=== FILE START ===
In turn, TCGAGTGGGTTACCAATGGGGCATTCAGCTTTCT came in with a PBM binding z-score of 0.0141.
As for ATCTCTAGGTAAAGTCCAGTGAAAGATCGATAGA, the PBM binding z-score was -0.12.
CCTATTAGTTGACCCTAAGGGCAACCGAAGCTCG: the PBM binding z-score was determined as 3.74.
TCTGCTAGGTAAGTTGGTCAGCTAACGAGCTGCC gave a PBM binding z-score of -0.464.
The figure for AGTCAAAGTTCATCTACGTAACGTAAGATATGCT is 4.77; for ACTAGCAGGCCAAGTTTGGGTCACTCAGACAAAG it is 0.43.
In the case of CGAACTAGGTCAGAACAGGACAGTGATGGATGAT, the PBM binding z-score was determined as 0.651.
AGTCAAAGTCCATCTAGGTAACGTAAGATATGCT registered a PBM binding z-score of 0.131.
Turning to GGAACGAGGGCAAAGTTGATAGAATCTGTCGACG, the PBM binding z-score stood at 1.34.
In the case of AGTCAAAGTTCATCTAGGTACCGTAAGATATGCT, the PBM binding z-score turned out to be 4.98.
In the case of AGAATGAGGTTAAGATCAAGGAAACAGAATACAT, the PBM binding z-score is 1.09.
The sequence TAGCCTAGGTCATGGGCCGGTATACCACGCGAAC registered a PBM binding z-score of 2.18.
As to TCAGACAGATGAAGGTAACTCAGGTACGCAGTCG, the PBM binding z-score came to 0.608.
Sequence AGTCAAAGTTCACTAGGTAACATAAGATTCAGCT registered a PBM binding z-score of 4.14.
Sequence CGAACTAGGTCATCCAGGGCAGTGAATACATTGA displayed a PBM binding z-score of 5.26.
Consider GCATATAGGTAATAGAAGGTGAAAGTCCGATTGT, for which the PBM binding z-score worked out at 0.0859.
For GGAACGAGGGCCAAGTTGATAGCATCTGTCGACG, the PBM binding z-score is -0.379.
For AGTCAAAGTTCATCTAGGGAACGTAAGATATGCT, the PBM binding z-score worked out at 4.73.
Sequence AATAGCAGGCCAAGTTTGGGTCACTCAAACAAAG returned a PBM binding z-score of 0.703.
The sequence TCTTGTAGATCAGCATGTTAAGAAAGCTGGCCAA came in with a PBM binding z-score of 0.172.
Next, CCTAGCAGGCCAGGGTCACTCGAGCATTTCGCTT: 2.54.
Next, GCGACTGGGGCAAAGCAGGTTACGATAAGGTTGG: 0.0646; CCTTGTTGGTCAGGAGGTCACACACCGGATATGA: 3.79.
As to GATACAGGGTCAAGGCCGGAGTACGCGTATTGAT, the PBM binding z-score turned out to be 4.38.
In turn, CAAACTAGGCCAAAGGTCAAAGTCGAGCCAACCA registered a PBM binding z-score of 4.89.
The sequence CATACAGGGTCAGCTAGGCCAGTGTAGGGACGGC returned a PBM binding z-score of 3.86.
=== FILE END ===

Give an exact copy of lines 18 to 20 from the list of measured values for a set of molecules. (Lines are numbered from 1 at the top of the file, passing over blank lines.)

Sequence AATAGCAGGCCAAGTTTGGGTCACTCAAACAAAG returned a PBM binding z-score of 0.703.
The sequence TCTTGTAGATCAGCATGTTAAGAAAGCTGGCCAA came in with a PBM binding z-score of 0.172.
Next, CCTAGCAGGCCAGGGTCACTCGAGCATTTCGCTT: 2.54.